|I told you the trees were big out here!|
Except for the Pony Bridge at mile 2.5, the trail mostly follows the east fork of the Quinnault. To get into the valley, you had to cross it again. The last time Tim was here (by himself I might add), there was not bridge--he had to ford the river.
(Now you will have to use a bit of imagination for the photos of the valley. My camera did not have a UV filter so imagine them way more green and the sky a vibrant blue...)
Once crossing the river we got some peek-a-boo hints of what was just through the trees...
We passed through a section of thinning, younger trees and had to cross the many rivulets that joined into the river. Up ahead we got a look at the chalet that was built on site at the turn of the century still standing.
The valley is at about 3,000 feet with cliffs rising straight up to the snowline at 5,000 feet. We never did get to see the tops of mountains around us. 15-20 waterfalls everywhere on the rock faces spilling out from the snow melt above.
|You'd think that was the top of the cliff, but it is just the snow line. White mountain goats dotted the rock faces too.|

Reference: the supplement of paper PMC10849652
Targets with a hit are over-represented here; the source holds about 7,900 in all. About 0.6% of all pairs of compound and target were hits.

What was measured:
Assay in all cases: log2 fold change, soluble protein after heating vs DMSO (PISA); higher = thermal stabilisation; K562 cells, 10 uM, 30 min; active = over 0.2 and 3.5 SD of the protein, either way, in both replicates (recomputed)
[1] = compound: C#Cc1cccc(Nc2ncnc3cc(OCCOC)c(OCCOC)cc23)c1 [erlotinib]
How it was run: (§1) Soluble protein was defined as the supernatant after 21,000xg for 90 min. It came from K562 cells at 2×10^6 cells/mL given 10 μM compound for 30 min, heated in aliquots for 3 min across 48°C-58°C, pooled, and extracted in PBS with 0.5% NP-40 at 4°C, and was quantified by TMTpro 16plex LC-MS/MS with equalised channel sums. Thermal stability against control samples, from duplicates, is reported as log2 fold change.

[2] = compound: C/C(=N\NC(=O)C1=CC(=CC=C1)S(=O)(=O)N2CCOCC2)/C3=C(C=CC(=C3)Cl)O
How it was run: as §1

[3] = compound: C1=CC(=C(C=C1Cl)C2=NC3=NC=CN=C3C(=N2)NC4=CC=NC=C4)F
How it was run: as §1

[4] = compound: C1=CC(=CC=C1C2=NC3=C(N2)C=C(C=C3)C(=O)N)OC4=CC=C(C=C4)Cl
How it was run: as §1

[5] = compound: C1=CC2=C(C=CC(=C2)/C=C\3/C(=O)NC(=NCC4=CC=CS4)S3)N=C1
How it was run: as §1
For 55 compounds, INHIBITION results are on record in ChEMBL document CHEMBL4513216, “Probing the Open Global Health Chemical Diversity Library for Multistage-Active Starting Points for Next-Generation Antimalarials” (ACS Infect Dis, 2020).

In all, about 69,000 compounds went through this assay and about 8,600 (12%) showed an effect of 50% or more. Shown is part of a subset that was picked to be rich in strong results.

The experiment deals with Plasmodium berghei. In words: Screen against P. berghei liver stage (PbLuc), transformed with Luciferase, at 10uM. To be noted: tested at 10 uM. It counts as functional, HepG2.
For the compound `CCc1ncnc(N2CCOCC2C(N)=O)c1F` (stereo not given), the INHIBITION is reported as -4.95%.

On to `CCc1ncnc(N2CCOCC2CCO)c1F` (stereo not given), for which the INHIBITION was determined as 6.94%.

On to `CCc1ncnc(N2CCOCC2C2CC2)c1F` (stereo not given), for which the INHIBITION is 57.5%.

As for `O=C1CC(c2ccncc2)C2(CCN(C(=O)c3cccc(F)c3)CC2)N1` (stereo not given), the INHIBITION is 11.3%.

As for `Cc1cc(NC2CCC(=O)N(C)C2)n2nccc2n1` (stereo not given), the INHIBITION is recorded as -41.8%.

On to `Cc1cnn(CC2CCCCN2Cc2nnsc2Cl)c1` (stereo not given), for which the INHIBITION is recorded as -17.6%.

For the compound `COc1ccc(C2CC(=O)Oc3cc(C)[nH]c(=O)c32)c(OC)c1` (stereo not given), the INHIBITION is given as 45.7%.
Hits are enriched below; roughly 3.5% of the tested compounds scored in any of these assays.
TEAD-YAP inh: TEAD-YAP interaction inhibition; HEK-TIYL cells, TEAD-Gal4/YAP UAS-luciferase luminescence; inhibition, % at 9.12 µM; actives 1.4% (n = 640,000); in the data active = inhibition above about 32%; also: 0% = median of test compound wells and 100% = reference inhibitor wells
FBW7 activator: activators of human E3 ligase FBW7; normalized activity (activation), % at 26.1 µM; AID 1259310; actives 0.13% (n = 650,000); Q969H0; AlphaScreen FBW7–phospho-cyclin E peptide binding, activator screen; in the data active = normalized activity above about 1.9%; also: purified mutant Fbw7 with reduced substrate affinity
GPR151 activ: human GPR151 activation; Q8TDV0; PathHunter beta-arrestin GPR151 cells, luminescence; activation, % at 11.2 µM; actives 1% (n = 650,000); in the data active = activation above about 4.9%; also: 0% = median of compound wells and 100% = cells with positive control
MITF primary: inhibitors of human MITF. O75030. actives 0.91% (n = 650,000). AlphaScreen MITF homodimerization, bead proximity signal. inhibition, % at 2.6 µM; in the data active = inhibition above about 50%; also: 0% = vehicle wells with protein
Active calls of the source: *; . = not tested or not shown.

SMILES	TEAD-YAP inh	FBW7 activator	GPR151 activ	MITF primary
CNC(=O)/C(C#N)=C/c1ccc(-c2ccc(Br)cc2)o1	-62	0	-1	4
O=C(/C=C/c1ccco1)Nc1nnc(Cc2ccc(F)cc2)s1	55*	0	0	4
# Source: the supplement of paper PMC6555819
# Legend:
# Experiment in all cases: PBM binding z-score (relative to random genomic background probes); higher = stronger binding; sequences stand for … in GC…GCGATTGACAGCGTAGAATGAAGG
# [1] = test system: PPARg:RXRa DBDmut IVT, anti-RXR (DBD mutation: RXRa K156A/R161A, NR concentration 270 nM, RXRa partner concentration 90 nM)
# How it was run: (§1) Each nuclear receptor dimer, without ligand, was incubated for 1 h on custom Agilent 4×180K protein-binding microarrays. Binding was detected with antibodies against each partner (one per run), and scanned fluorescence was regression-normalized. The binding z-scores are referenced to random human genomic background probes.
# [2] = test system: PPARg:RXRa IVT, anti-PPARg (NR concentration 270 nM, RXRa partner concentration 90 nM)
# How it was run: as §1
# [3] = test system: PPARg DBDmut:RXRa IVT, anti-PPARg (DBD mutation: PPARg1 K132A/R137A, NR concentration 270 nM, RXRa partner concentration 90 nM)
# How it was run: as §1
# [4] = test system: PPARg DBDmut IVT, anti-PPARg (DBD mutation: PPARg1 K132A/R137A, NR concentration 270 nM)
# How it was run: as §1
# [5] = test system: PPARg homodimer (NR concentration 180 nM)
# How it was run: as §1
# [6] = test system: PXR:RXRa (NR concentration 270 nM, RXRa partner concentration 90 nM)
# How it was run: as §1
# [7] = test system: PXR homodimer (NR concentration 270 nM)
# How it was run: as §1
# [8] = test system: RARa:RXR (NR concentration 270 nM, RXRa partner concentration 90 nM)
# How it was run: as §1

|No ranger at the chalet. There is an emergency shelter space available in part of the chalet. In winter the chalet is basically buried.|
|There is room in the valley for a lot of backpackers and horses. Out houses even! Pretty posh!|
Camp site for night number two--13.5 miles. Everywhere we sat we heard running water, enjoyed wildflowers and the bugs didn't bite. The sun was out so we could dry out our gear, read a book, eat mint oreos and drink Hawaiian punch flavored water. Bliss!
|This is a gnarly old maple that I liked the looks of.|
After dinner we hiked up to the other end of the valley to see what we could see.
The valley cliffs are straight up and you get ideas in your head that you are in the PNW version of Valley of the Lost. When the avalanches of snow come off the top, they push the air ahead of them and break the trees in the valley below. Snow didn't do this--air did!
You cannot see it in this photo, but over Tim's shoulder is a view of Mount Anderson and just 20 miles further, the Dosewalips trailhead--practically our backdoor...
|View from our campsite|
Funny how the hike back seems quicker when you know some of the landmarks along the way. We had spotted this elk antler on the way in and it was still there on the way out. It is illegal to remove antlers from the park, so no souvenir this time!
|This picnic table is the marker of the end of the original road that they were once going to build into the heart of ONP. I am glad that road was never built! 2.5 miles to the car!|
Yup! I did it! 13.5 miles in one day! Thank goodness for the two Excedrin that I took after lunch!
What a beautiful place Tim took me to! I would go back again. Over the entire trip we only gained about 1500 feet in elevation--so it was basically a walk in the park. A long walk, but an enchanted one!
Love you all! Happy adventures everyone!
PS Our next outing is to Lake Ozette and the PNW beaches--mental note to bring my bucket! I need more rocks.... :) We're taking the canoe too!
PSS The hot shower WAS bliss! I have never smelled sooo bad!